Corporate-sponsored Presentations—An Ethical Dilemma?


Editor’s Note: The opinions expressed in this article are those of the author and not necessarily those of Merge magazine.

Abstract: Changes in regulations for corporate-sponsored presentations may present ethical dilemmas for physicians, requiring careful consideration and due diligence when accepting a speaking engagement.

As physicians, we are often invited to speak on behalf of pharmaceutical companies or device manufacturers. These invitations are typically presented to those who use a particular product with great success or are well-recognized and respected by their peers for publications, research, surgical prowess or other accomplishments.

Until relatively recently, physicians invited to give presentations on behalf of corporate entities manufacturing drugs or devices were given the latitude to present any information they felt was pertinent. Slide decks created by the sponsoring vendor were usually made available to presenters for use at their discretion, and the presenting physicians could opt to utilize as many or as few of the slides provided as they wished, possibly even supplementing their own slide additions.

Changing course

In January 2009, however, the Pharmaceutical Research and Manufacturers of America (PhRMA) dramatically changed the manner in which pharmaceutical companies interact with physicians, introducing an updated Code on Interaction with Healthcare Professionals. In an effort to be compliant with this updated code, pharmaceutical companies have enacted numerous requirements that directly affect corporate-sponsored physician presentations.

Perhaps the most significant of these is the need to present an entire slide deck provided by the corporate sponsor. Every slide in the deck has been screened and approved by the legal department of the corporate sponsor, and the presenting physician no longer has the latitude to add or delete material unless prior approval from the sponsor’s legal division has been obtained. This is an effort many physicians choose not to undertake on the basis of the time required.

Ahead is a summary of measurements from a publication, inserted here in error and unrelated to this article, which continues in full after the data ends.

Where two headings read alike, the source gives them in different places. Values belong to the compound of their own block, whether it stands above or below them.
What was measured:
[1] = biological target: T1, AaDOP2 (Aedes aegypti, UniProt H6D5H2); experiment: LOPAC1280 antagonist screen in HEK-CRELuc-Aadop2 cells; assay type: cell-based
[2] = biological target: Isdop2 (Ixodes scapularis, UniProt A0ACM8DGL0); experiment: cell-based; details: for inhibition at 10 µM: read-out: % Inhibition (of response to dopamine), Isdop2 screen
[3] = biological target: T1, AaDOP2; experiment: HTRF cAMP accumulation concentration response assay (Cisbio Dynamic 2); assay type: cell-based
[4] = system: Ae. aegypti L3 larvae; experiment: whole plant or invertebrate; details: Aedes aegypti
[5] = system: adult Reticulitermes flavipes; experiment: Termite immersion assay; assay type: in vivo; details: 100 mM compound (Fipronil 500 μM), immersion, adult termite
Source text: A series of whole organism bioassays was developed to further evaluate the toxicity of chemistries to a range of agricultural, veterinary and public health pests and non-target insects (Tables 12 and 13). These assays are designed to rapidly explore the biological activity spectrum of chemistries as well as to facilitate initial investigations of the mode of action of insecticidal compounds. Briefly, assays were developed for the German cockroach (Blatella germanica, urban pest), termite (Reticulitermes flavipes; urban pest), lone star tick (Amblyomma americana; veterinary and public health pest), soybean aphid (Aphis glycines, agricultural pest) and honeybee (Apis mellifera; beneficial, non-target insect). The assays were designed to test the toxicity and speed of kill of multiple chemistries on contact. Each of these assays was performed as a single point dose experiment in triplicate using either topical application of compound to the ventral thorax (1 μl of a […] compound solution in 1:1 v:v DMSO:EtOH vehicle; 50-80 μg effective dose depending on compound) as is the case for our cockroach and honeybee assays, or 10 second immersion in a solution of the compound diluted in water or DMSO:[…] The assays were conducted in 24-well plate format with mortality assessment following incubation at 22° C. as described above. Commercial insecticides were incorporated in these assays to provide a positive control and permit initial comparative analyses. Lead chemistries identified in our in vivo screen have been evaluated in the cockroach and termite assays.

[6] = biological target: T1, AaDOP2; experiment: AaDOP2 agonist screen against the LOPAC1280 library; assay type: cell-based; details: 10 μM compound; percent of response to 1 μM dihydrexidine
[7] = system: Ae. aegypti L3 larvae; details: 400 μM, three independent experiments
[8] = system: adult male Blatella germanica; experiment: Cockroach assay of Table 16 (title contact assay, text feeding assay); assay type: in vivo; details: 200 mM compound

Having to present every slide prepared by a corporate entity can present a quandary to some physician presenters, as the slides provided may have a strong sales or marketing slant. Physicians have their own comfort level with the nature of the presentations they give and what types of statements they are willing to make, but, ultimately, physician presenters have to consider their reputations among their peers. If potential physician presenters feel entire presentations as provided by a pharmaceutical company are fully consistent with their own beliefs, they should feel free to present that material. Similarly, if potential presenters feel they are not entirely comfortable with all the slides in the corporate-prepared decks, they may wish to consider declining the presentation opportunities.

Careful consideration

As physicians, we have the responsibility to educate our colleagues in the most responsible and appropriate manner possible. Our relationships with corporate entities will wax and wane with changes in personnel and in the marketplace, but, in contrast, our reputation among our peers, once tarnished, can be difficult to repair. Most of us are pleased to have an opportunity to educate our peers in a meaningful manner and do not wish to have to compromise our beliefs to do so. Accordingly, all these factors should be carefully considered when deciding whether to accept an invitation to make a corporate-sponsored presentation.

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